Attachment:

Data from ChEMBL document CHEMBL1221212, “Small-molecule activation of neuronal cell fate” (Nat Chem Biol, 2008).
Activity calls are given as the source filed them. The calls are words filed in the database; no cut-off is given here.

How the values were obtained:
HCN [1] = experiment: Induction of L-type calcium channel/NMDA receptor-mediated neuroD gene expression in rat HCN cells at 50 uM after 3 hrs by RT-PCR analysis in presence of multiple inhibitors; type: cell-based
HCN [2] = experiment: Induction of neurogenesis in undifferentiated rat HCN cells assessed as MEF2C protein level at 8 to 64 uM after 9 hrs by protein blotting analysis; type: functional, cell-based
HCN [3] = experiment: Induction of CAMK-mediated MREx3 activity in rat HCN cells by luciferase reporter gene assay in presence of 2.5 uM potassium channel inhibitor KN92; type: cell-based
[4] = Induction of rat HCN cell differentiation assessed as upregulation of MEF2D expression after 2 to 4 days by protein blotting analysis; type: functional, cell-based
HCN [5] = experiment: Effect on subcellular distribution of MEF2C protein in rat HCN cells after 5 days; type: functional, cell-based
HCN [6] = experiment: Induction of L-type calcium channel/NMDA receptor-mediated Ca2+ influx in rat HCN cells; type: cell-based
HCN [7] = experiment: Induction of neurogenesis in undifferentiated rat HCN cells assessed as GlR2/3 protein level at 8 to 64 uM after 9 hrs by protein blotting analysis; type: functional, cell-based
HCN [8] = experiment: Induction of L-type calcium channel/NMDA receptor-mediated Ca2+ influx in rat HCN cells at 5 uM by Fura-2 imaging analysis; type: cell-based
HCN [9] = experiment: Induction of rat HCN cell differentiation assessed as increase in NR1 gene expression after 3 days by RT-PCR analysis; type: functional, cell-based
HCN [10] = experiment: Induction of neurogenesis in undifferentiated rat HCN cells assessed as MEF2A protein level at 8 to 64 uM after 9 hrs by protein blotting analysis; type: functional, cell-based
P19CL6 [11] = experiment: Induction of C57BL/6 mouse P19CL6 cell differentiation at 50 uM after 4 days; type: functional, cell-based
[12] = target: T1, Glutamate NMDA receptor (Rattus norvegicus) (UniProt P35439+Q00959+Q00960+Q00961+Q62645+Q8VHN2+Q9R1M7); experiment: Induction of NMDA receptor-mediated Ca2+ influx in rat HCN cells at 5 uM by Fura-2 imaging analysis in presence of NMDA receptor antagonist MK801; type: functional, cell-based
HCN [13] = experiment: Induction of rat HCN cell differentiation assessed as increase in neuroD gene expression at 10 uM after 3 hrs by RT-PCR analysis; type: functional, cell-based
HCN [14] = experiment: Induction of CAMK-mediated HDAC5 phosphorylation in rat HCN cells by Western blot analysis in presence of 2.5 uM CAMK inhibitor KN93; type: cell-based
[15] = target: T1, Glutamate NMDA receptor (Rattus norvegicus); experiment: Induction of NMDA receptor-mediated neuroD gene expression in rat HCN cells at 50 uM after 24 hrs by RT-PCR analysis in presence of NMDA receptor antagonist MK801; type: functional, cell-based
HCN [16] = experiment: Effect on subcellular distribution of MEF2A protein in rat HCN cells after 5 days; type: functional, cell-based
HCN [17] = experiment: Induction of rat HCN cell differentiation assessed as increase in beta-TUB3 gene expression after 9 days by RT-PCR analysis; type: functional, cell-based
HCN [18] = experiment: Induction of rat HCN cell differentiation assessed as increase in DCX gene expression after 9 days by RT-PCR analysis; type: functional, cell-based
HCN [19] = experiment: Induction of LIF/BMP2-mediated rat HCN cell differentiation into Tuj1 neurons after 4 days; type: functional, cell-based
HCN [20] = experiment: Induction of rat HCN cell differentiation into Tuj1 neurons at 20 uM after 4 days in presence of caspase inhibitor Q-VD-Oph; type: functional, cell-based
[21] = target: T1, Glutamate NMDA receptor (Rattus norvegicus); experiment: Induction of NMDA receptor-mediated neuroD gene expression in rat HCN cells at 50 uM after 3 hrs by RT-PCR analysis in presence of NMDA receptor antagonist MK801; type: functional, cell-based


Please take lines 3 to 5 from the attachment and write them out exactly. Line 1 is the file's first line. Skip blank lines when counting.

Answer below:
How the values were obtained:
HCN [1] = experiment: Induction of L-type calcium channel/NMDA receptor-mediated neuroD gene expression in rat HCN cells at 50 uM after 3 hrs by RT-PCR analysis in presence of multiple inhibitors; type: cell-based
HCN [2] = experiment: Induction of neurogenesis in undifferentiated rat HCN cells assessed as MEF2C protein level at 8 to 64 uM after 9 hrs by protein blotting analysis; type: functional, cell-based